Witcher 3 - Preview Roundup #2
Get ready for more previews for The Witcher 3: Wild Hunt. They keep multiplying everyday thanks to E3 and there is allot to cover so here we go.
This morning, CD Projekt RED showed a 45-minute demonstration of The Witcher 3 to press behind closed doors at E3. I was lucky enough to be invited.
If there’s a game at this year’s show that is more impressive than The Witcher 3, I haven’t seen it yet. The demo showcased numerous improvements to the game, including a new open world and dynamic quest system.
The combat is very similar to that of the previous game, where the learning curve for swordplay was a bit steep and unrewarding. Ziemak said the combat is being redesigned with those shortcomings in mind, and said there will be attacks that can be unlocked and new, improved magical signs will be available. Unfortunately, he said he couldn't be more specific now as nothing has been finalized.
Players will now have plenty of extra room to explore, as CDPR has crafted an open world that is 35 times larger than The Witcher 2. Even the single island that was the focal point of the demo we saw was larger than the previous game. Whether larger equates to better remains to be seen, but at least players won't need to ride the whole distance as a new fast travel system will allow players to jump quickly to areas they have already visited. Ziemak said players will be encouraged to explore the huge world by offering plenty of new achievements and quests.
The Witcher 3 appears to be building on the successful formula of its predecessor while trying to add in new features to better flesh out Geralt's character in his journey. We can only hope that the demo is indicative of what the final game will be.
The comparisons to The Elder Scrolls V: Skyrim are unavoidable, and visually The Witcher 3 has very much that same Alaskan-national-park-postcard kinda feel. If you’ve added all of the many mods that max out Skyrim’s visuals, you’ve already got a great idea of how The Witcher 3 looks. She’s a beaut.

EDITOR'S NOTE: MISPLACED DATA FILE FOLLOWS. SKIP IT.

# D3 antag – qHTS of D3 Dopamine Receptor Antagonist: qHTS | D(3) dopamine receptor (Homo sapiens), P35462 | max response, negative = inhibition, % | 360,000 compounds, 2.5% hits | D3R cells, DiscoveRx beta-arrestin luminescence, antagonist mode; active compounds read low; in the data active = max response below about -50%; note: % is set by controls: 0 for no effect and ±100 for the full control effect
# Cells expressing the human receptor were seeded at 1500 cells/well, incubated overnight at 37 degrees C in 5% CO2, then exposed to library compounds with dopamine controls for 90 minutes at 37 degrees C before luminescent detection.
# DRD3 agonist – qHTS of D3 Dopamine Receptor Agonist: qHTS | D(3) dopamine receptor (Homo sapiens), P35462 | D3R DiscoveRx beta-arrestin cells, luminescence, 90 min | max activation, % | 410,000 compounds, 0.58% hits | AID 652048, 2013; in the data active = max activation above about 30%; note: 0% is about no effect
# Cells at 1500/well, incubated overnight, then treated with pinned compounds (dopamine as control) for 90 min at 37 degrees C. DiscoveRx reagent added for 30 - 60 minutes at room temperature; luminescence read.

And she’s massive. Thirty-five times bigger than The Witcher 2 is CDP’s official claim, and filled with more than 100-hours’ worth of content. You’ll get around this world on foot, horseback, swimming, and even by boat. After chatting with the lord and agreeing to go after the Wild Hunt, Geralt went down to the docks and hopped in a small watercraft, raised the sail, and set off. While there is a fast travel system, this isn’t it. Players control watercraft, so you’ll be able to explore the seas much like you explore the land, travelling wherever your heart desires. And the sea looks just as alive as the land. Just outside the harbor, a whale surfaced, flapping its tail in hello before going back under. Nice touch.
It’s only day one, and I’ve already found one of the biggest standouts for my week at E3. I was fortunate enough to sit in on a private presentation of The Witcher 3: Wild Hunt from CD Projekt RED.
Fan of the old games? Good. Things have changed. Over the span of nearly an hour’s worth of live and uncut pre-alpha gameplay, I immediately learned that The Withcer 3 is almost wildly different from The Witcher 2: Assassins of Kings and The Witcher. This is an open world title. Completely open world, and that greatly affects the game’s immersive capabilities.
If you’re less concerned about reading bestiary entries, and fictional political histories, I’m sad to report that combat seems a bit wobbly at this stage. Unfortunately, Geralt is still prone to lashing his swords about at random, unsure of where to strike, thanks to weighty animations. That was an issue in the last game too, and considering how much The Witcher 3 resembles its predecessor — both graphically and mechanically — it doesn’t seem like core play has seen a stark overhaul. You’ll still rely heavily on magic, traps, potions, and items to offset the wild sword swings.
Every action has a consequence. The world is a morally gray place, where good and evil are merely two sides to the same coin. The lines blur together, and the decisions you’re tasked to make may have strange and unforeseen consequences a long ways down the road.
As a fan of deep fantasy lore and RPGs that really let me soak in the universe, The Witcher 3 seems like it was made just for me. There’s no release date for this massive game as of yet, but I’m willing to wait. If CD Projekt Red can deliver on only half of what they’ve promised, I think next gen console and PC owners are in for a very special adventure.
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